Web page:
Residents of the United Kingdom (UK) are as reluctant to give personal information to charities as they are to Internet companies and media firms, according to a report by KPMG and first reported in Charity Digital News.
The KPMG survey found that the general public has some pretty serious concerns regarding giving up their data. Of course, this comes on the heels of the General Data Protection Regulation that went into effect on May 1. Consumers were even reluctant to give up the information if they knew it would improve the quality of services provided by the organizations.
The survey of 2,000 UK residents by KPMG found that the public have significant concerns about trusting charities with their data, even if it is being used to improve the quality of support they can offer to vulnerable people.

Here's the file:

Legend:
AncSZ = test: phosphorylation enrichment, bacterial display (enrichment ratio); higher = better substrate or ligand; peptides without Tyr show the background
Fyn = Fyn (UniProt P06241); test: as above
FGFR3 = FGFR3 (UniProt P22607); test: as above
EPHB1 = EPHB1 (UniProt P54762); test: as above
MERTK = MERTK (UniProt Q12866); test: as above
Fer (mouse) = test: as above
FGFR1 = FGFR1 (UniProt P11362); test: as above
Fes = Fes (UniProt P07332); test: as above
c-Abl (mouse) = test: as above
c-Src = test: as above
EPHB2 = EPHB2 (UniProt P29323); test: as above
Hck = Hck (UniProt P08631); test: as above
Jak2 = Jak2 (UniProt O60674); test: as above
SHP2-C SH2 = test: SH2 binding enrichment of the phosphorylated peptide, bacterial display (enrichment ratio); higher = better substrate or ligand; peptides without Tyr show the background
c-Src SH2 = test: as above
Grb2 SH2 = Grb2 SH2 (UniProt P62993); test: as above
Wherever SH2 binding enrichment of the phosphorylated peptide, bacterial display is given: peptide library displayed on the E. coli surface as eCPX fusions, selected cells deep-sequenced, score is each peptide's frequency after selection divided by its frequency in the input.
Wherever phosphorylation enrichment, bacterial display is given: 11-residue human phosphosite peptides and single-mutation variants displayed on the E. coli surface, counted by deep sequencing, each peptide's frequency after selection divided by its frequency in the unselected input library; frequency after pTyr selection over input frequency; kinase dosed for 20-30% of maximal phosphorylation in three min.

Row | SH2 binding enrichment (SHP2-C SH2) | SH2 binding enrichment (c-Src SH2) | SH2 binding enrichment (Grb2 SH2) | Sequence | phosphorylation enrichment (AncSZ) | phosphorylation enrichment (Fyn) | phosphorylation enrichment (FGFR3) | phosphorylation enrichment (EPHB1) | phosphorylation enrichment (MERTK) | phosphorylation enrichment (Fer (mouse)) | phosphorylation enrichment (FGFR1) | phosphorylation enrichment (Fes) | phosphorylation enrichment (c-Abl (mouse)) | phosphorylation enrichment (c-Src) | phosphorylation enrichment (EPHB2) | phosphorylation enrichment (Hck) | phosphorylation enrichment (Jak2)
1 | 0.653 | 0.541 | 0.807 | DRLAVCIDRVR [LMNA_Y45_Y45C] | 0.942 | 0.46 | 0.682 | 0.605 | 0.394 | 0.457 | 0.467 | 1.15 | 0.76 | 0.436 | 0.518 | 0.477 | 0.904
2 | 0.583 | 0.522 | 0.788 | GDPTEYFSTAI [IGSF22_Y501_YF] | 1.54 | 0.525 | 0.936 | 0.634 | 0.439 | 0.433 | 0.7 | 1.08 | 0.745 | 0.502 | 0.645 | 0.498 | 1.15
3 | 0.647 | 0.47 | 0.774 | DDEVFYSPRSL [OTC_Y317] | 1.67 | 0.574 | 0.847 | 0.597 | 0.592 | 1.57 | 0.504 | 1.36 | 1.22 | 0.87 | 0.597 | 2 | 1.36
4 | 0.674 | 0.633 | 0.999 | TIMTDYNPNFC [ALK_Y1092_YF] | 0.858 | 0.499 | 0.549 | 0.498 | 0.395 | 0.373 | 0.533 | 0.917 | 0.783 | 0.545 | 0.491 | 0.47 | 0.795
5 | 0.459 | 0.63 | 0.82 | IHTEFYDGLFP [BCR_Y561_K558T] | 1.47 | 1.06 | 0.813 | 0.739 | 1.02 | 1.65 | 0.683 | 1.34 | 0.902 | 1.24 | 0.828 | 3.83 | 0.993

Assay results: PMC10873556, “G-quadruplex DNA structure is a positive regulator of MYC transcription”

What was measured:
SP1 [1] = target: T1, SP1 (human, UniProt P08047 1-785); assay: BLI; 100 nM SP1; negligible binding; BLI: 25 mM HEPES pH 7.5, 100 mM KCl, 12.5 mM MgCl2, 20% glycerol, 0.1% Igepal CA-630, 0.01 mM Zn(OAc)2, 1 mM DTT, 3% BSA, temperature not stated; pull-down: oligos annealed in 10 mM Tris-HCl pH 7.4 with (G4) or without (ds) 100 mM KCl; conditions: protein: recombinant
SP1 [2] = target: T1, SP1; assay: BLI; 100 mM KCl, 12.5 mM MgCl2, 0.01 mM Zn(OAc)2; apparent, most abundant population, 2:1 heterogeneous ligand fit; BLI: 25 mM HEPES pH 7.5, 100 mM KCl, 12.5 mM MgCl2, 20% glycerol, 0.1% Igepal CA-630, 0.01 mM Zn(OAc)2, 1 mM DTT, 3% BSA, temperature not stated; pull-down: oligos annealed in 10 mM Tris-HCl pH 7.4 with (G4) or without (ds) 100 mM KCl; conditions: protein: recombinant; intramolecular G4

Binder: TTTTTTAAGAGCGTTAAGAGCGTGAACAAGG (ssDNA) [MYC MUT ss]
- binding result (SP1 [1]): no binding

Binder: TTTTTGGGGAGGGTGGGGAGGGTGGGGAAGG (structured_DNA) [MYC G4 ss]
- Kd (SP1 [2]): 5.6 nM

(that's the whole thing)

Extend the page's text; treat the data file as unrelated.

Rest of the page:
Just 11 percent of consumers told KPMG that they would be willing to give their data to charities, even if it would improve services. That’s 45 points less than their willingness to give the data to the National Health Service in England (NHS), which barely cracked half of those surveyed at 56 percent. But, that NHS number is more than sharing data with banks (47 percent) and police (33 percent).
Charities did beat out Internet and media companies (both 8 percent) and political organizations (7 percent).
UK residents are particularly concerned about artificial intelligence (AI), with 51 percent of respondents mentioning it.
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